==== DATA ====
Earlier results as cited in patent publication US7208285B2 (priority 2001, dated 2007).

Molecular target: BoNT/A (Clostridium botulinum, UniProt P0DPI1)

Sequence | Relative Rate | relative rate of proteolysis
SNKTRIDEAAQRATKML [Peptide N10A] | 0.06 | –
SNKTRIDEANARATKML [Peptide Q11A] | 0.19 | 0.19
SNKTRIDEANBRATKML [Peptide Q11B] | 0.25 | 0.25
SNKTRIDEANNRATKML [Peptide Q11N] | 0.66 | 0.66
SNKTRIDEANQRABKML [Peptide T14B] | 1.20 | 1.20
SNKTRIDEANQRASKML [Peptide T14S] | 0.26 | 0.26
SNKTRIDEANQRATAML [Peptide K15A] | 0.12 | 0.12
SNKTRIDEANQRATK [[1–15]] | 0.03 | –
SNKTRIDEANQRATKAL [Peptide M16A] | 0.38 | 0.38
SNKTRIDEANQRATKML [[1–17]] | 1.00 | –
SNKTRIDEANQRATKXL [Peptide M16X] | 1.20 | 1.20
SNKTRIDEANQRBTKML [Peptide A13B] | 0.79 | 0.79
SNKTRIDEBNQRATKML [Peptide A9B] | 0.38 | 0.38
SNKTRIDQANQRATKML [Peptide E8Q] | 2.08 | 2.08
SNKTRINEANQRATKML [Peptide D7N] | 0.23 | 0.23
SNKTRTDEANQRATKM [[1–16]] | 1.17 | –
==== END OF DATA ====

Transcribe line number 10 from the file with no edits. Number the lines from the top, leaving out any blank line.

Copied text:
SNKTRIDEANQRATAML [Peptide K15A] | 0.12 | 0.12